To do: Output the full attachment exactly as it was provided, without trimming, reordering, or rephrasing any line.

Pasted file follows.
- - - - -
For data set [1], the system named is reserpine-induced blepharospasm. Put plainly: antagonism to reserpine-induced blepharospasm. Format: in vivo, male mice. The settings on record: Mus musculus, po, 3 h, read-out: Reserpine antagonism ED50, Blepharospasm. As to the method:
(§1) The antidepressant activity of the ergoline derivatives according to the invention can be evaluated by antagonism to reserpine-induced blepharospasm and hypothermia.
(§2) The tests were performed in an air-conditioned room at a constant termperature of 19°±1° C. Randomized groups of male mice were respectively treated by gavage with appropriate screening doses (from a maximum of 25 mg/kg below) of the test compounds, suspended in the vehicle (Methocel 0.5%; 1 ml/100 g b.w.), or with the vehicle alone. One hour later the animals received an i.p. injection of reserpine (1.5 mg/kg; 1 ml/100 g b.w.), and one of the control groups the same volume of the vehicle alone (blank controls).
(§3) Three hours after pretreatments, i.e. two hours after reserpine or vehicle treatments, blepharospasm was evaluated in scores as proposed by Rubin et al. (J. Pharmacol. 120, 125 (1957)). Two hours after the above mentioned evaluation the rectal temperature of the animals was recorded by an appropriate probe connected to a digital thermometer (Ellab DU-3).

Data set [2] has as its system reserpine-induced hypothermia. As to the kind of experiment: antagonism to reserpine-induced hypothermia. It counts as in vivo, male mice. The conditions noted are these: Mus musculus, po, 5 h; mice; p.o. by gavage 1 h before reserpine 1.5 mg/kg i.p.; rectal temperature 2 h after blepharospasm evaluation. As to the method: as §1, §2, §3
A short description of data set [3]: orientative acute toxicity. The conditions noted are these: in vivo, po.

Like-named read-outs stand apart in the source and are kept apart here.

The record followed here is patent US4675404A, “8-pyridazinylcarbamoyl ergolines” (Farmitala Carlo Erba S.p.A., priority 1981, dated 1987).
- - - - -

For data set [1], the system named is reserpine-induced blepharospasm. Put plainly: antagonism to reserpine-induced blepharospasm. Format: in vivo, male mice. The settings on record: Mus musculus, po, 3 h, read-out: Reserpine antagonism ED50, Blepharospasm. As to the method:
(§1) The antidepressant activity of the ergoline derivatives according to the invention can be evaluated by antagonism to reserpine-induced blepharospasm and hypothermia.
(§2) The tests were performed in an air-conditioned room at a constant termperature of 19°±1° C. Randomized groups of male mice were respectively treated by gavage with appropriate screening doses (from a maximum of 25 mg/kg below) of the test compounds, suspended in the vehicle (Methocel 0.5%; 1 ml/100 g b.w.), or with the vehicle alone. One hour later the animals received an i.p. injection of reserpine (1.5 mg/kg; 1 ml/100 g b.w.), and one of the control groups the same volume of the vehicle alone (blank controls).
(§3) Three hours after pretreatments, i.e. two hours after reserpine or vehicle treatments, blepharospasm was evaluated in scores as proposed by Rubin et al. (J. Pharmacol. 120, 125 (1957)). Two hours after the above mentioned evaluation the rectal temperature of the animals was recorded by an appropriate probe connected to a digital thermometer (Ellab DU-3).

Data set [2] has as its system reserpine-induced hypothermia. As to the kind of experiment: antagonism to reserpine-induced hypothermia. It counts as in vivo, male mice. The conditions noted are these: Mus musculus, po, 5 h; mice; p.o. by gavage 1 h before reserpine 1.5 mg/kg i.p.; rectal temperature 2 h after blepharospasm evaluation. As to the method: as §1, §2, §3
A short description of data set [3]: orientative acute toxicity. The conditions noted are these: in vivo, po.

Like-named read-outs stand apart in the source and are kept apart here.

The record followed here is patent US4675404A, “8-pyridazinylcarbamoyl ergolines” (Farmitala Carlo Erba S.p.A., priority 1981, dated 1987).